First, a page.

Health Reform WK-EDGE Health care spending up, and number of insured, as data reveals trends
Wednesday, August 5, 2020

Health care spending up, and number of insured, as data reveals trends

By Cathleen Calhoun, J.D.

Will the COVID-19 pandemic set back the gains in health care?

In the U.S., health care spending, quality of care, access, affordability, and overall health and wellbeing trends have shown gains or losses in recent years. According to a Kaiser Family Foundation (KFF) brief, certain trends have the strong potential to decline due to the COVID-19 pandemic.

In its brief, KFF used data on more than 50 indicators across four domains: (1) health spending; (2) quality of care; (3) access and affordability; and (4) health and wellbeing. KFF broke down the information into 10 trends based on data available through 2018 or earlier years, and then examined how those trends have changed, or may change, due to the COVID-19 pandemic:

  1. Life expectancy. Sadly, even though life expectancy rose over the past several decades in the U.S., life expectancy has declined slightly in recent years, driven by mortality rates for certain causes of death, including suicide and opioid overdoses. Countries comparable to the U.S. have an average life expectancy of 82.3 years, almost four years longer than the U.S. life expectancy of 78.6 years, and the difference is growing. Since the COVID-19 pandemic is still on-going, data stemming from the pandemic is not yet available.
  2. Disease burden. Disease burden dropped 12 percent between 1990 and 2017, with sharp improvements for circulatory diseases. But, again, in the past few years the disease burden rate has worsened in the U.S., due to substance use disorders and a rise in injuries, while continuing to improve in similar countries. Also, although data is not yet available, the U.S. has high rates of disease burden attributable to some of the health conditions that put people at high risk of serious illness from COVID-19, including cardiovascular diseases, chronic respiratory diseases, and diabetes.
  3. Deaths prevented through healthcare. The U.S. has made gains in reducing the deaths amenable to healthcare. However, the U.S. has not improved as much as similar countries and ranks lowest on the Healthcare Quality and Access (HAQ) Index.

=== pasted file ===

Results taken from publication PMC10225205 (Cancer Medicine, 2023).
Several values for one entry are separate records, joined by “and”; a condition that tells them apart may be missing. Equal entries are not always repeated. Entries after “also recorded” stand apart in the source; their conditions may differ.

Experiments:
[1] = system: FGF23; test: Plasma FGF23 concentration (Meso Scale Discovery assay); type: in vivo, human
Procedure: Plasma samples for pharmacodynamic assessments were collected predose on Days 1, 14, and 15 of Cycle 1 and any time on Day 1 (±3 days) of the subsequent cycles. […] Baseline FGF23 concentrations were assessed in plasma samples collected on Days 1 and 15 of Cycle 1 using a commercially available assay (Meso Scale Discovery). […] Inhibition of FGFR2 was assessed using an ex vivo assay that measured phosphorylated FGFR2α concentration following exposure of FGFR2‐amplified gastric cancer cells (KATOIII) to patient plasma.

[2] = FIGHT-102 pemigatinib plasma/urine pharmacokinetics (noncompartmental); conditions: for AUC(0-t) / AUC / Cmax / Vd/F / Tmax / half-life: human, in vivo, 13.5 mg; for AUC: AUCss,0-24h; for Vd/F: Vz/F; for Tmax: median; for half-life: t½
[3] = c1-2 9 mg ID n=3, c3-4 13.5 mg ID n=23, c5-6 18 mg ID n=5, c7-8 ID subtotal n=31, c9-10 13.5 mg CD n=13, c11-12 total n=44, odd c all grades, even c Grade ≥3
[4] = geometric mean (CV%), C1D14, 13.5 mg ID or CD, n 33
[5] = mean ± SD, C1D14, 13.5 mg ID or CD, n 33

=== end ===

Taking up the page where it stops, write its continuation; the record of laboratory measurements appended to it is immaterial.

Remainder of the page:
4. Potential preventable hospital conditions. The U.S. rate of potentially preventable hospital admissions has decreased 32 percent from 2000 to 2015. However, potentially preventable hospital admission rates are higher in the U.S. compared to other countries for several diseases, including for congestive heart failure (88 percent higher), asthma (8 percent higher), and diabetes (53 percent higher). For hypertension, the U.S. admission rates are 12 percent lower than comparable country averages.
  5. Hospital-acquired conditions. From 2014 to 2017, hospital acquired conditions such as surgical infections and medication errors decreased 13 percent. It is unclear how the COVID-19 pandemic will impact this rate.
  6. Health insurance coverage. The uninsured rate among the nonelderly dropped from 18 percent in 2010 to 11 percent in 2018 due to the Affordable Care Act (ACA) (P.L. 111-148). The rate of coverage may decline, however, due to people losing jobs, and also health insurance, during in the COVID-19 pandemic. And, even though the U.S. has about 90 percent of the population covered with health insurance, the U.S. rate of coverage is lowest among comparable countries.
  7. Problems paying medical bills. The problem with paying medical bills has declined. The number of people reporting difficulty paying medical bills dropped by more than a quarter from 2011 to 2018. However, the pandemic could worsen the ability to pay.
  8. Delaying or forgoing care due to costs. Fewer patients, 4 percent, reported delaying care from 2009 to 2017. From 2017 to 2018, however, there was a slight increase. COVID-19 may create fewer delays for COVID-19 care, while delaying some care in other areas.
  9. Health spending per person. Health spending per person has increased over the past several decades. For the last decade, per capita spending in the U.S. has grown at an average rate of 3.6% per year, similar to the rate in comparable countries.
  10. Health spending growing faster than economy. Overall, health spending has grown faster than the economy. In the U.S., health consumption expenditures were 17.7 percent of the gross domestic product (GDP) in 2018. That percentage is much greater than comparable countries, where health spending averages 10.4 percent of GDP.

KFF noted that its dashboard of data is a starting point for exploring trends, and added, "it is important to keep in mind that not all indicators will change at the same pace, particularly with so many unknowns surrounding the current pandemic and economic crisis."

Companies: Kaiser Family Foundation

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